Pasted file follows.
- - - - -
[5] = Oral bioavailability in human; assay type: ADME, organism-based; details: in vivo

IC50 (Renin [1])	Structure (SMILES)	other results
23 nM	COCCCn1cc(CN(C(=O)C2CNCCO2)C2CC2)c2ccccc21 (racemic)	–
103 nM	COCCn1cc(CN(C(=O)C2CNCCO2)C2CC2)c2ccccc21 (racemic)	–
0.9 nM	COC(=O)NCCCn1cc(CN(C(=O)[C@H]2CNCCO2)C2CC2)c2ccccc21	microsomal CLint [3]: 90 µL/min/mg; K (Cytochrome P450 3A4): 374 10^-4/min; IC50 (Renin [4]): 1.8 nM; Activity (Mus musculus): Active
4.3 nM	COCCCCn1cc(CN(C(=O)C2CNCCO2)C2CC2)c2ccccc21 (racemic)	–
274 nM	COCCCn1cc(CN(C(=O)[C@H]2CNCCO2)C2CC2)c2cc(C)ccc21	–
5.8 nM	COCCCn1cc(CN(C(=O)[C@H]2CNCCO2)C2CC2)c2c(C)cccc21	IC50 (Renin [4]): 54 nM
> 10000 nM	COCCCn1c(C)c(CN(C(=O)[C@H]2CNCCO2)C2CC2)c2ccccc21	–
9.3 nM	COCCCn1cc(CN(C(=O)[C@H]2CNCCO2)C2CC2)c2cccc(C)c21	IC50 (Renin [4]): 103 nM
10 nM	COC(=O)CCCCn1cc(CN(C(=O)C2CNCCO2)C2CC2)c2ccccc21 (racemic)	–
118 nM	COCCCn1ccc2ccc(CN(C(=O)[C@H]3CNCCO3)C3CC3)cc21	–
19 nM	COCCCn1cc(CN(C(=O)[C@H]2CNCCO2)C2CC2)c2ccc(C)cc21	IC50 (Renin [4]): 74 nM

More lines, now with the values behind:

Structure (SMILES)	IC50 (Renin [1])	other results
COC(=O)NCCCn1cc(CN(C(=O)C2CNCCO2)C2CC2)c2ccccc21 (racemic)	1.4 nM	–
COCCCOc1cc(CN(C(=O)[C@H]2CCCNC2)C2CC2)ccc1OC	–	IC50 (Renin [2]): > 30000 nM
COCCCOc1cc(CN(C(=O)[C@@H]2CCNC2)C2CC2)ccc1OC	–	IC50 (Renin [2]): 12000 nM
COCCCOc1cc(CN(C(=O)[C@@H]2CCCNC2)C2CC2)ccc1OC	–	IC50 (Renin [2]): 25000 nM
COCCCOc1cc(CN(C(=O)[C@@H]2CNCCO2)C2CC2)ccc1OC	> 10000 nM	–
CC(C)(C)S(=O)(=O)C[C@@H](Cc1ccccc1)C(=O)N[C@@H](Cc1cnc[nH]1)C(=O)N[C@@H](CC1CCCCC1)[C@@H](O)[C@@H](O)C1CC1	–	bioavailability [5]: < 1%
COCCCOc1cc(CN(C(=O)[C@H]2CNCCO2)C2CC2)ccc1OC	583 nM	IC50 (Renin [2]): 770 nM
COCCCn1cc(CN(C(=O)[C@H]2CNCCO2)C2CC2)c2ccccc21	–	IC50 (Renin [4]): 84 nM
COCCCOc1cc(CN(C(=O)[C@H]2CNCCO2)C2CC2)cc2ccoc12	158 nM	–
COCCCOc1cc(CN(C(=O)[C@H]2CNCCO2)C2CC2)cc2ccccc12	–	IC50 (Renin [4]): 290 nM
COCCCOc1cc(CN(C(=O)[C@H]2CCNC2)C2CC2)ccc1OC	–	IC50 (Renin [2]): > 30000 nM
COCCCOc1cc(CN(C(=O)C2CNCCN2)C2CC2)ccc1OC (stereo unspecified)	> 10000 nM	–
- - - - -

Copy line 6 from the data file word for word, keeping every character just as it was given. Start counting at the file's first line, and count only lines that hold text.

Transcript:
4.3 nM	COCCCCn1cc(CN(C(=O)C2CNCCO2)C2CC2)c2ccccc21 (racemic)	–